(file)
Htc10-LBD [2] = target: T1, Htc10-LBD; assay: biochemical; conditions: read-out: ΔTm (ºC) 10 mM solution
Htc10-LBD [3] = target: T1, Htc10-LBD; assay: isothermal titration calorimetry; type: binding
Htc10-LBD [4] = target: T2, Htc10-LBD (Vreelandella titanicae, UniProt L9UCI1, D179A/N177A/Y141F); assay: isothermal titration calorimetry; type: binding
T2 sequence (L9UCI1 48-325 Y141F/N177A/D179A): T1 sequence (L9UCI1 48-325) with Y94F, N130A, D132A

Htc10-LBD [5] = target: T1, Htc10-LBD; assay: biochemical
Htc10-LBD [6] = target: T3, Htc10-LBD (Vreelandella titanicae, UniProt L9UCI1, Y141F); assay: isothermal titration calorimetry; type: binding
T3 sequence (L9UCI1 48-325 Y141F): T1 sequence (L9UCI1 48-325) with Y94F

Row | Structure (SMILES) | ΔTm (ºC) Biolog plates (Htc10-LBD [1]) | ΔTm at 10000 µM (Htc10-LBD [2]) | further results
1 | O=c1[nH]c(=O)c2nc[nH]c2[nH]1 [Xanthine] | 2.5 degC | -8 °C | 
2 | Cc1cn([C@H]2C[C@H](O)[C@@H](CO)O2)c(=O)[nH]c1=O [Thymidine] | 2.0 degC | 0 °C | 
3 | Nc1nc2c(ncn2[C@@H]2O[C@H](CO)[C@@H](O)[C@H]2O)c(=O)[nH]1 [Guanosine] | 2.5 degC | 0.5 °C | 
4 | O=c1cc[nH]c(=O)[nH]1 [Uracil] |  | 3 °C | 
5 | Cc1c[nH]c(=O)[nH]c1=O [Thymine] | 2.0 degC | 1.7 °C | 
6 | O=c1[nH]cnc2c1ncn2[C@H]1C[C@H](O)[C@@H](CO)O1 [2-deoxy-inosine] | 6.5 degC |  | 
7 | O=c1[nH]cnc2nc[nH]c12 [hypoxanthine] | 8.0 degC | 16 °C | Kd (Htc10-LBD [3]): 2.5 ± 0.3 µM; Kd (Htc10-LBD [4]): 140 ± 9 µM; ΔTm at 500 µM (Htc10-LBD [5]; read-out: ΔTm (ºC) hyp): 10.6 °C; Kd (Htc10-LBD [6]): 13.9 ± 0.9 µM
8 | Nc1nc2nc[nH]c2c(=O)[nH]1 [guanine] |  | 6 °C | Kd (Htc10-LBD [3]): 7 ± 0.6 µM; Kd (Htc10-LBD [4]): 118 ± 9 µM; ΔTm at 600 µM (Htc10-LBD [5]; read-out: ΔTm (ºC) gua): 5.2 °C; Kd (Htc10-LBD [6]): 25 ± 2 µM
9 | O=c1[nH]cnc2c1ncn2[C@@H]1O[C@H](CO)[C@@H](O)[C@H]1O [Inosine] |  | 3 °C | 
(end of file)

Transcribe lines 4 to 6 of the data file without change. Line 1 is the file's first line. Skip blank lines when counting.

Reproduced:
T2 sequence (L9UCI1 48-325 Y141F/N177A/D179A): T1 sequence (L9UCI1 48-325) with Y94F, N130A, D132A

Htc10-LBD [5] = target: T1, Htc10-LBD; assay: biochemical
Htc10-LBD [6] = target: T3, Htc10-LBD (Vreelandella titanicae, UniProt L9UCI1, Y141F); assay: isothermal titration calorimetry; type: binding